To top it all of, despite being a “high fat” food, eating eggs for breakfast is proven to cause significant weight loss compared to bagels for breakfast (4, 5).

Bottom Line: Eggs do not cause heart disease and are among the most nutritious foods on the planet. Eggs for breakfast can help you lose weight.

2. Saturated Fat is Bad For You

A few decades ago it was decided that the epidemic of heart disease was caused by eating too much fat, in particular saturated fat.

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This was based on highly flawed studies and political decisions that have now been proven to be completely wrong.

A massive review article published in 2010 looked at 21 prospective epidemiological studies with a total of 347.747 subjects. Their results: absolutely no association between saturated fat and heart disease (6).

The idea that saturated fat raised the risk of heart disease was an unproven theorythat somehow became conventional wisdom (7).

Eating saturated fat raises the amount of HDL (the “good”) cholesterol in the blood and changes the LDL from small, dense LDL (very bad) to Large LDL, which is benign (8, 9).

Meat, coconut oil, cheese, butter… there is absolutely no reason to fear these foods.

Bottom Line: Newer studies have proven that saturated fat does not cause heart disease. Natural foods that are high in saturated fat are good for you.

3. Everybody Should be Eating Grains

The idea that humans should be basing their diets on grains has never made sense to me.

The agricultural revolution happened fairly recently in human evolutionary history and our genes haven’t changed that much.

Grains are fairly low in nutrients compared to other real foods like vegetables. They are also rich in a substance called phytic acid which binds essential minerals in the intestine and prevents them from being absorbed (10).

The most common grain in the western diet, by far, is wheat… and wheat can cause ahost of health problems, both minor and serious.

Modern wheat contains a large amount of a protein called gluten, but there is evidence that a significant portion of the population may be sensitive to it (11, 12,13).

Eating gluten can damage the intestinal lining, cause pain, bloating, stool inconsistency and tiredness (14, 15). Gluten consumption has also been associated with schizophrenia and cerebellar ataxia, both serious disorders of the brain (16, 17).

Bottom Line: Grains are relatively low in nutrients compared to other real foods like vegetables. The gluten grains in particular may lead to a variety of health problems.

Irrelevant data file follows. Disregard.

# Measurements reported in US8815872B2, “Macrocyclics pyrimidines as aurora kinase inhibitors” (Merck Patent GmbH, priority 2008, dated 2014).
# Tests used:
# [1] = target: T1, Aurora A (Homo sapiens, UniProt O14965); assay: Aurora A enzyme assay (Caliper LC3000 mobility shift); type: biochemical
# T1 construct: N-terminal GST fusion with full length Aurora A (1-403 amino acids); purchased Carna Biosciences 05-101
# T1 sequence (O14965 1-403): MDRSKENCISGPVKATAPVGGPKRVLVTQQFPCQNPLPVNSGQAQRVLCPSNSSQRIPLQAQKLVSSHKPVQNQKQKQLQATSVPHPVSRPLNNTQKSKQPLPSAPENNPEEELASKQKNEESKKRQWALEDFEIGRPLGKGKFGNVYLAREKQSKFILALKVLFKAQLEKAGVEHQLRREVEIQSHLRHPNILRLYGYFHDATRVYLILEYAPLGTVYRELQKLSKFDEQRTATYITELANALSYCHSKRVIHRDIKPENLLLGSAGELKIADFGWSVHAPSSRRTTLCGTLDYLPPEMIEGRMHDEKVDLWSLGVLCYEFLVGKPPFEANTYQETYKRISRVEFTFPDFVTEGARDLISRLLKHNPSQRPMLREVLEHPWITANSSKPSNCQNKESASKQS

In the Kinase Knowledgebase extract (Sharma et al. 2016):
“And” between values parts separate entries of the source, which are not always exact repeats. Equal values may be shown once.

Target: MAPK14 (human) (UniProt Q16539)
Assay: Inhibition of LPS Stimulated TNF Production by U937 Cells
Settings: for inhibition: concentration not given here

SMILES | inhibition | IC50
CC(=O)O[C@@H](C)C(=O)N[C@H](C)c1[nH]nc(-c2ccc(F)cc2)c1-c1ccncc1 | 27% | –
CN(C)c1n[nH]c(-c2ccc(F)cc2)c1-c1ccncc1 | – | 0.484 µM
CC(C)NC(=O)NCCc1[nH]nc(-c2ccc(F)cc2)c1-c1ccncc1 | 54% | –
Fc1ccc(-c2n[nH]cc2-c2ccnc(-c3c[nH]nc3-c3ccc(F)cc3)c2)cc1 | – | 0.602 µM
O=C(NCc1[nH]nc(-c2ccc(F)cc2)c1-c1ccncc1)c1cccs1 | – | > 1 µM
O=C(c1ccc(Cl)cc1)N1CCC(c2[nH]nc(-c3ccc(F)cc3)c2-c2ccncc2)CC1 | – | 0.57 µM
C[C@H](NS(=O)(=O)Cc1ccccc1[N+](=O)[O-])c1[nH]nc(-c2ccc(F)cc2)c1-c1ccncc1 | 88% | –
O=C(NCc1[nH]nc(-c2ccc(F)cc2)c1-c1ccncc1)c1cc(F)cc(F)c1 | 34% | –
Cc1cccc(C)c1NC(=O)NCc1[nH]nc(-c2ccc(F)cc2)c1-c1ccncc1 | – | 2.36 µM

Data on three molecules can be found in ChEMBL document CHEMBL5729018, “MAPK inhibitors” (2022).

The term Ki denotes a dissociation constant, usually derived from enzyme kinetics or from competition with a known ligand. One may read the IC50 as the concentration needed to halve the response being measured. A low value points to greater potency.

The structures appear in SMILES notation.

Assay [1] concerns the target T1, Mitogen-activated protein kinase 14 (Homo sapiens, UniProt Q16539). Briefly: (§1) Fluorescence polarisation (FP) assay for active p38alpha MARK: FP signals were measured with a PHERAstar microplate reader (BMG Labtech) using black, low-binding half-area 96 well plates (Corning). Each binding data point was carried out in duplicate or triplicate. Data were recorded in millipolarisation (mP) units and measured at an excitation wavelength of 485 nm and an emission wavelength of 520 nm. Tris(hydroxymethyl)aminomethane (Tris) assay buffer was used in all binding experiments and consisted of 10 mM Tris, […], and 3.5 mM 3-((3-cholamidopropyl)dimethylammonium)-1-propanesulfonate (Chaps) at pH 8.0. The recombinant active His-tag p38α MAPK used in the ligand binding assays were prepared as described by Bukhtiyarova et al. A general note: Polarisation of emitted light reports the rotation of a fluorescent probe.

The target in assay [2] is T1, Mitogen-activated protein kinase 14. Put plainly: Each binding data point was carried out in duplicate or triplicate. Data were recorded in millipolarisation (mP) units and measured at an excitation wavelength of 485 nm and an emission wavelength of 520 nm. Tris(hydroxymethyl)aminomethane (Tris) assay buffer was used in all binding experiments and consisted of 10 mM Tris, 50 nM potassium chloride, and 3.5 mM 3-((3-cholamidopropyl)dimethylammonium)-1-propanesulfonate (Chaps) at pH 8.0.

4. Eating a Lot of Protein is Bad For Your Bones and Kidneys

A high protein diet has been claimed to cause both osteoporosis and kidney disease.

It is true that eating protein increases calcium excretion from the bones in the short term, but the long term studies actually show the opposite effect.

In the long term, protein has a strong association with improved bone health and a lower risk of fracture (18, 19).

Additionally, studies don’t show any association of high protein with kidney disease in otherwise healthy people (20, 21).

In fact, two of the main risk factors for kidney failure are diabetes and high blood pressure. Eating a high protein diet improves both (22, 23).

If anything, a high protein diet should be protective against osteoporosis and kidney failure!

Bottom Line: Eating a high protein diet is associated with improved bone health and a lower risk of fracture. High protein also lowers blood pressure and improves diabetes symptoms, which should lower the risk of kidney failure.

5. Low-Fat Foods Are Good For You

Do you know what regular food tastes like when all the fat has been taken out of it?

Well, it tastes like cardboard. No one would want to eat it.

The food manufacturers know this and therefore theyadd other things to compensate for the lack of fat.

Usually these are sweeteners… sugar, high fructose corn syrup or artificial sweeteners like aspartame.

We’ll get to the sugar in a moment, but I’d like to point out that even though artificial sweeteners don’t have calories, the evidence does NOT suggest that they are better for you than sugar.

In fact, many observational studies show a consistent, highly significant association with various diseases like obesity, metabolic syndrome, diabetes, heart disease, premature delivery and depression (24, 25, 26).

In these low-fat products, healthy natural fats are being replaced with substances that are extremely harmful.

Bottom Line: Low-fat foods are usually highly processed products loaded with sugar, corn syrup or artificial sweeteners. They are extremely unhealthy.

6. You Should Eat Many Small Meals Throughout The Day

The idea that you should eat many small meals throughout the day in order to “keep metabolism high” is a persistent myth that doesn’t make any sense.

It is true that eating raises your metabolism slightly while you’re digesting the meal, but it’s the total amount of food that determines the energy used, NOT the number of meals.